Bertholletia excelsa • Castanha do Pará


Bertholletia excelsa is an Amazonian tree species of the subcanopy that prefers non-flooded forest (terra firma) in the Guianas, Colombia, Venezuela, Peru, Bolivia and Brazil (1). Agoutis are known to eat the seeds; they get a start into the hard fruit by gnawing around the small opercular opening, which they gradually enlarge until they can remove the seeds that they often bury for future consumption, thereby dispersing those seeds that are forgotten (1).

The tree yields valuable timber but is legally protected for its more valuable nut production, which is an important export product of the Amazon region (2). Brazil nut gathering became a significant source of income when the rubber market collapsed (3). A recent study found that intensive exploitation levels over the past century have resulted in insufficient juvenile trees to maintain populations over the long term, which threatens this cornerstone of the Amazonian extractive economy (4).

The edible nuts are rich in protein and oil. The tree is also known medicinally. For example, a tea prepared from the fruit is traditionally used as a cure (5). Crude extracts and fractions of Bertholletia excelsa stem barks have shown anti-parasitic activity (6)

(1) Hopkins, HCF (1998) The Biological Monograph; the importance of field studies and functional syndromes for taxonomy and evolution of tropical plants. RBG Kew 236 p.

(2) Parrotta, JA (1995) Trees of the Tapajós; A photographic field guide. USDA Forest Service. 370 p.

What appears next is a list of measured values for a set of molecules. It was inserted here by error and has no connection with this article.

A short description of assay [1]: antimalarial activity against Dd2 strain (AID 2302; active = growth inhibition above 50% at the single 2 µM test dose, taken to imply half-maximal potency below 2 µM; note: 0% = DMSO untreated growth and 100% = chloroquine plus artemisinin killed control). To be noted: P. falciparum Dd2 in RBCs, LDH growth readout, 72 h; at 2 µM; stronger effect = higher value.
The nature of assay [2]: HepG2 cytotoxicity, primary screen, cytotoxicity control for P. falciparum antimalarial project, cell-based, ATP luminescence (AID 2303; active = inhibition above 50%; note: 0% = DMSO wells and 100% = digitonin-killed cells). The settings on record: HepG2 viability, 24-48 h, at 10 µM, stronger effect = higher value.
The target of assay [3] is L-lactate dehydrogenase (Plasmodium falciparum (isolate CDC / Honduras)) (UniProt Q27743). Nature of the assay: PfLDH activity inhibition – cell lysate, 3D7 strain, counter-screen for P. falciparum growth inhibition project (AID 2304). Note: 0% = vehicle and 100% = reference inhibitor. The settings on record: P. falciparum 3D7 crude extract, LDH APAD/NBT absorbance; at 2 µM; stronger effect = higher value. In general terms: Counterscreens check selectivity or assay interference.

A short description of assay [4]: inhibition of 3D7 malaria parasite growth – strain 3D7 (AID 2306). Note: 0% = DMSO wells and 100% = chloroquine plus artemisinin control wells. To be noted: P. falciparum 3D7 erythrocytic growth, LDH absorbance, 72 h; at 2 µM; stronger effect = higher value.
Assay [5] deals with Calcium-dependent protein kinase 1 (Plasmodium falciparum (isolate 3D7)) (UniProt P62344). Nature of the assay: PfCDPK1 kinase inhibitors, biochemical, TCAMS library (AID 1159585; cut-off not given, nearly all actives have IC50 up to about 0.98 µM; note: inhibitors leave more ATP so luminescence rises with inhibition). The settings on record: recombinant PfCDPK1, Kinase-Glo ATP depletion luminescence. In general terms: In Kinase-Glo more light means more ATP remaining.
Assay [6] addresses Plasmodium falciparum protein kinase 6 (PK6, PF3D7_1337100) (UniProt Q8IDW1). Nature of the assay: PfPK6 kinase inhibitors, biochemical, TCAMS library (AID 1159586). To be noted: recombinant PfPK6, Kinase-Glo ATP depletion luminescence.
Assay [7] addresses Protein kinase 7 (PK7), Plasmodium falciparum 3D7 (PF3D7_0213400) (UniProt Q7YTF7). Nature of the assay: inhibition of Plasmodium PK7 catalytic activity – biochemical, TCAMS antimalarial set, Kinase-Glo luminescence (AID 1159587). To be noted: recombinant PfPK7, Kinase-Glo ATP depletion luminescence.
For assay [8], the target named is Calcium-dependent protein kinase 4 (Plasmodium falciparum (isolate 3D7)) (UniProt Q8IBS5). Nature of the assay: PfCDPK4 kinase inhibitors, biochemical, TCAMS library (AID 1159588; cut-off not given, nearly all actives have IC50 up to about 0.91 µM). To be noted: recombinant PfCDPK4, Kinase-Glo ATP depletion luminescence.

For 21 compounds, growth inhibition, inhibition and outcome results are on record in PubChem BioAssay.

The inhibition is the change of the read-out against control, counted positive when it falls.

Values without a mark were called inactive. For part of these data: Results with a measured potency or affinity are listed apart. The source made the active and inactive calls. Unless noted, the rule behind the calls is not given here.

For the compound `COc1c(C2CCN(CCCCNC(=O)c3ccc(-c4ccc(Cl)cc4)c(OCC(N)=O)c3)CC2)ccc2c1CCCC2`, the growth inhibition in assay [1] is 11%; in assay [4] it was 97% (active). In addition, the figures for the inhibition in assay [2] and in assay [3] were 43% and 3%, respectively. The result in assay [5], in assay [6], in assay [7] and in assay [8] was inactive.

(3) LaFleur, JR (1992) Marketing of Brazil nuts. FAO, UN 61 p.

(4) Peres, CA, Baider, C, Zuidema, PA, Wadt, LHO, Kainer, KA, Gomes-Silva, DAP, Salomao, RP, Simoes, LL, Franciosi, ERN, Valverde, FC, Gribel, R, Shepard Jr., GH, Kanashiro, M, Coventry, P, Yu, DW, Watkinson, AR, Freckleton, RP (2003) Demographic Threats to the Sustainability of Brazil Nut Exploitation. Science 302; 2112-2114

(5) Mors, WB, Rizzini, CT and Pereira, NA (2000) Medicinal Plants of Brazil. Reference Publications Inc: 501 p.

(6) Campos FR, Januario AH, Rosas LV, Nascimento SK, Pereira PS, Franca SC, Cordeiro MS, Toldo MP, Albuquerque S (2005) Trypanocidal activity of extracts and fractions of Bertholletia excelsa. Fitoterapia 76(1): 26-9


Couratari spp. & Cariniana spp. • Tauari
The genera Couratari and Cariniana comprise canopy emergent tree species that are known to disperse their seeds by wind (1). Some species in these genera are known as Tauari. The bark of the Tauari tree at Amazonat grows in thin, sheet-like layers that can be separated and used as paper (2).

(1) Hopkins, HCF (1998) The Biological Monograph; the importance of field studies and functional syndromes for taxonomy and evolution of tropical plants. RBG Kew 236 p.

(2) Guides at Amazonat (pers. comm.)


Eschweilera sp. • Matá Matá
Several tree species are referred to as Matá Matá, at least one of which belongs to the genus Eschweilera. Matá Matá is a name for trees that are known for their fibrous barks, used to make some of the strongest ropes in the Amazon forest (1). With respect to medicinal properties, the plant genera Eschweilera, Gustavia and Couratari (Lecythidaceae) showed notable growth inhibitory activity against certain bacteria (2).

(1) Guides at Amazonat (pers. comm.)

(2) Rovira, I, Berkov, A, Parkinson, A, Tavakilian, G, Mori, S, Meurer-Grimes, B (1999) Antimicrobial Activity of Neotropical Wood and Bark Extracts. Pharmaceutical Biology (Formerly International Journal of Pharmacognosy) 37(3); 208-215